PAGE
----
sewhite2000

Two "Younger" Men Watch Casablanca, Love It

85 posts in this topic

18 hours ago, The Keeper said:

Thought I was the only one aware of that edit Dargo. Guess who has the Director's Cut version on Blu-ray? The selling price just went through the roof.

Hope you're wearing high-top boots. Watch your step. BS everywhere.

Hey, I've been incommunicado for a while, so what are you "keeping"???

If it is Michael Rennie, drop him off some time!

Enjoying your posts, by the way.

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2 hours ago, Sepiatone said:

So, WHOM gave them the idea they're obligated to pay attention to ALL of it?   And it is similar in a way, to "classic" film appreciation in that there are a lot of people who just love certain films seemingly because(it seems) they feel they're supposed to love them, lest they're not considered true "classic" film lovers.  I get that all the time in some quarters.  In fact, I wouldn't mind getting a quarter for each time I've heard---

"How can you call yourself a "classic" film buff if you don't like.....(______) fill in a title--?"   And it's not only with movies.  I've also been told that--

I'm not a true jazz lover because I prefer DIZ over Miles;  or not a classical music lover because I don't really care much for BERLIOZ.   Elsewhere, no true blues freak because I like Albert COLLINS more than Albert KING.

BTW:  I have another nephew (one of many) who caught some old HONEYMOONERS reruns as a kid and liked 'em, and took time to watch the movie THE HUSTLER because Ralph Kramden was in it.  ;)  Now it's one of his favorite movies, and too, became a fan of early PAUL NEWMAN flicks.  He was born in 1978(you do the math).

Sepiatone

Its not about paying attention to all of it. Its virtually impossible to know which you will like and which you won't. And why bother in the first place.

You used Jackie Gleason as a way to introduce your nephew to Classic Film. That was a great idea and as you see he liked it. It takes someone like you who knows the movies well enough to know The Hustler (1961) was a good film with Gleason. You didn't suggest Gigot (1962) did you  ?

When I decided to learn about jazz, there was no one to show me anything. I just went down to the record store and bought two cassettes. Lucky for me, one was John Coltrane's greatest hits and I was sold. The other cassette was a dud. If I had bought two dud cassettes, I might never have become a jazz fan.

If you want to show young people classic film, you have to help them avoid the duds. At least at first !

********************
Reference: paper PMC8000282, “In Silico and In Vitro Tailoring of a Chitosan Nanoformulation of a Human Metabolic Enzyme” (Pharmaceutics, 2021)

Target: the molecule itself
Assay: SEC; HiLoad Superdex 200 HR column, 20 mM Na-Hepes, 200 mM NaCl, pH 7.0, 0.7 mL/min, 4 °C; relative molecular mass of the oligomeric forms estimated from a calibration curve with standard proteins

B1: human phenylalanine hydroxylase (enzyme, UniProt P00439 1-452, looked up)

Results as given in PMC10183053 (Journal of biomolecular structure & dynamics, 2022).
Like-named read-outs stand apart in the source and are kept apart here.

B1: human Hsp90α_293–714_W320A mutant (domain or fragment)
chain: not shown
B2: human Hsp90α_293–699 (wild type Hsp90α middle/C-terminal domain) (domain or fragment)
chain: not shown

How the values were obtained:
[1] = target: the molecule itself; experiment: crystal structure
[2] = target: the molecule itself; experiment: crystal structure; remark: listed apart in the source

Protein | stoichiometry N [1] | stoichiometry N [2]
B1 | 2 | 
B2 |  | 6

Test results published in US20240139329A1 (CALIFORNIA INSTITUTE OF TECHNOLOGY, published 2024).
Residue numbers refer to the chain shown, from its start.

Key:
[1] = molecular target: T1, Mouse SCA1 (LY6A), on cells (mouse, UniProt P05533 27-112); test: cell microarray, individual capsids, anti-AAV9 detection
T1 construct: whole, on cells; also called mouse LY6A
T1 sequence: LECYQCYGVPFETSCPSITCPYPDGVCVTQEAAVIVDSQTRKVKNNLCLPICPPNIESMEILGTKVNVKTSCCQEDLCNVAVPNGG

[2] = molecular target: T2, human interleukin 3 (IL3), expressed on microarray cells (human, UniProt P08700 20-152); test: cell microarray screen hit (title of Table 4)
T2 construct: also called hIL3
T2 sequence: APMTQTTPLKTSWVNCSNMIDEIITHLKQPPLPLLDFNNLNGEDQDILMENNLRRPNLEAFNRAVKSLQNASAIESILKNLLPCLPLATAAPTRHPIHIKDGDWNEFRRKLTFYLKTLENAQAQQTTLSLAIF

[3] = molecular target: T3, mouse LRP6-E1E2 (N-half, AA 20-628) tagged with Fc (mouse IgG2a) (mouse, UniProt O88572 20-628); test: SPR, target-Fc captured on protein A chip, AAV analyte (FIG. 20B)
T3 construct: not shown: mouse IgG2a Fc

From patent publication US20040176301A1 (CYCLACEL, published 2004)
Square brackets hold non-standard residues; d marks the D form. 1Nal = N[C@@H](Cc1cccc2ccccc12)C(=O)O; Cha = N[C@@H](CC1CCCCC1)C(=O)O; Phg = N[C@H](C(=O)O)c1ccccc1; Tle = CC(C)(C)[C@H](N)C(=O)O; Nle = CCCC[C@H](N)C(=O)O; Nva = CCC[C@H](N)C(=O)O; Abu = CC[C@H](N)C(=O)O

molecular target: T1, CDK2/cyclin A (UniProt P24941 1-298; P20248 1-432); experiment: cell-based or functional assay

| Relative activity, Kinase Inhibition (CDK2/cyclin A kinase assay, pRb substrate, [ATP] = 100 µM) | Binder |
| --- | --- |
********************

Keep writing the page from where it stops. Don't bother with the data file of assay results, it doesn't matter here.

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2 minutes ago, GGGGerald said:

If you want to show young people classic film, you have to help them avoid the duds. At least at first !

Yeah, Casablanca is a great introductory film. A friend of mine some years ago tried to watch Citizen Kane because so many people had told him it was the greatest film of all time, and I think maybe he'd seen one of the Sight & Sound polls when it was still No. 1. He told me, "I tried to watch it twice, and I fell asleep both times. I think it's the most boring movie I ever saw in my life. I don't know why everybody think it's so great."

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1 minute ago, sewhite2000 said:

Yeah, Casablanca is a great introductory film. A friend of mine some years ago tried to watch Citizen Kane because so many people had told him it was the greatest film of all time, and I think maybe he'd seen one of the Sight & Sound polls when it was still No. 1. He told me, "I tried to watch it twice, and I fell asleep both times. I think it's the most boring movie I ever saw in my life. I don't know why everybody think it's so great."

I recommended to a friend of mine North by Northwest (1959) because it moves fast and I know he likes intrigue. That part at the end of the wheat field scene where he takes the guy's truck. And the owner tries to run after the truck. That was so funny, it sold him right there. He ended up watching Lawrence of Arabia (1962), Gone With The Wind (1939) (we like long movies ) and is a fan of old war movies now.

I recommended to a lady I once knew Breakfast at Tiffany's (1961). She liked the film but, thought Holly did the man wrong. Other women, I use old Marilyn Monroe films because its the one actress they know and think she was pretty.

My older brother has reconnected with the old Errol Flynn swashbuckler films of his youth. Now he is back watching old films.

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2 hours ago, speedracer5 said:

I agree with you completely regarding Peter Lorre.  His character is so much fun, I wish he hadn't been killed off so early. I also agree that a scene or two between Lorre and Greenstreet would have been fantastic.  They were great together in The Maltese Falcon.  

"YOU MUST HELP ME! REEEEK!" 

I also love that SZ Sakall's appearance in this film.

My least favorite characters are probably a tie between the lady with the guitar that sings that song, and the "Bulgarian" newlywed girl who asks Rick for help. 

Yet, Speedy, that Bulgarian girl (Joy Page) helps set up one of the film's best scenes that shows cynical Rick's true sentimental heart when he lets the roulette table dealer (Marcel Dalio) know that he wants her boyfrend (Helmut Dantine) to win, thus, ruining one of Louis Renault's intended "romantic" conquests. It's a great scene, with Carl (S. Z. Sakall) smiling approvingly. This, in turn leads to one of my favourite moments in the film when Carl reports Rick's good deed to the bartender, Sasha (Leonid Kinskey) who kisses Rick on both cheeks. "Boss, you've done a beautiful thing!"